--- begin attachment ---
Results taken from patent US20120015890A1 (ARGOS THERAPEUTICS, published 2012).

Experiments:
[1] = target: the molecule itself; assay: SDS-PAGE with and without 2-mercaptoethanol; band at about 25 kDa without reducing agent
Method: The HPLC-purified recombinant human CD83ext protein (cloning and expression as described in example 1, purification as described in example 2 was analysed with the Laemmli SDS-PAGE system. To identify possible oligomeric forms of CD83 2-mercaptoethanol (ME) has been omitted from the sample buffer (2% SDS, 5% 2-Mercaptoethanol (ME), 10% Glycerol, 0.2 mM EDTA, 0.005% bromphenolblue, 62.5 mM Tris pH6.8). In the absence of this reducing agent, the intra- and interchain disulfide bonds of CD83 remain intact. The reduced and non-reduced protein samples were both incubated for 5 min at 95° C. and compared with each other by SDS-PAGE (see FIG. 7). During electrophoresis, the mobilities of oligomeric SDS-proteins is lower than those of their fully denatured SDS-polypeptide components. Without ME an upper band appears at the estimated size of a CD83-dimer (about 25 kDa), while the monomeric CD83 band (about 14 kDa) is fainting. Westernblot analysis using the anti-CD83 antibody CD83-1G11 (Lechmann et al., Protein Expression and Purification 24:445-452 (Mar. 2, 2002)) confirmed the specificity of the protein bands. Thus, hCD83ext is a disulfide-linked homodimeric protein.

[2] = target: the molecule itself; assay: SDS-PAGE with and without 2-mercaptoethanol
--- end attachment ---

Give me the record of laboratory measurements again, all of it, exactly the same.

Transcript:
Results taken from patent US20120015890A1 (ARGOS THERAPEUTICS, published 2012).

Experiments:
[1] = target: the molecule itself; assay: SDS-PAGE with and without 2-mercaptoethanol; band at about 25 kDa without reducing agent
Method: The HPLC-purified recombinant human CD83ext protein (cloning and expression as described in example 1, purification as described in example 2 was analysed with the Laemmli SDS-PAGE system. To identify possible oligomeric forms of CD83 2-mercaptoethanol (ME) has been omitted from the sample buffer (2% SDS, 5% 2-Mercaptoethanol (ME), 10% Glycerol, 0.2 mM EDTA, 0.005% bromphenolblue, 62.5 mM Tris pH6.8). In the absence of this reducing agent, the intra- and interchain disulfide bonds of CD83 remain intact. The reduced and non-reduced protein samples were both incubated for 5 min at 95° C. and compared with each other by SDS-PAGE (see FIG. 7). During electrophoresis, the mobilities of oligomeric SDS-proteins is lower than those of their fully denatured SDS-polypeptide components. Without ME an upper band appears at the estimated size of a CD83-dimer (about 25 kDa), while the monomeric CD83 band (about 14 kDa) is fainting. Westernblot analysis using the anti-CD83 antibody CD83-1G11 (Lechmann et al., Protein Expression and Purification 24:445-452 (Mar. 2, 2002)) confirmed the specificity of the protein bands. Thus, hCD83ext is a disulfide-linked homodimeric protein.

[2] = target: the molecule itself; assay: SDS-PAGE with and without 2-mercaptoethanol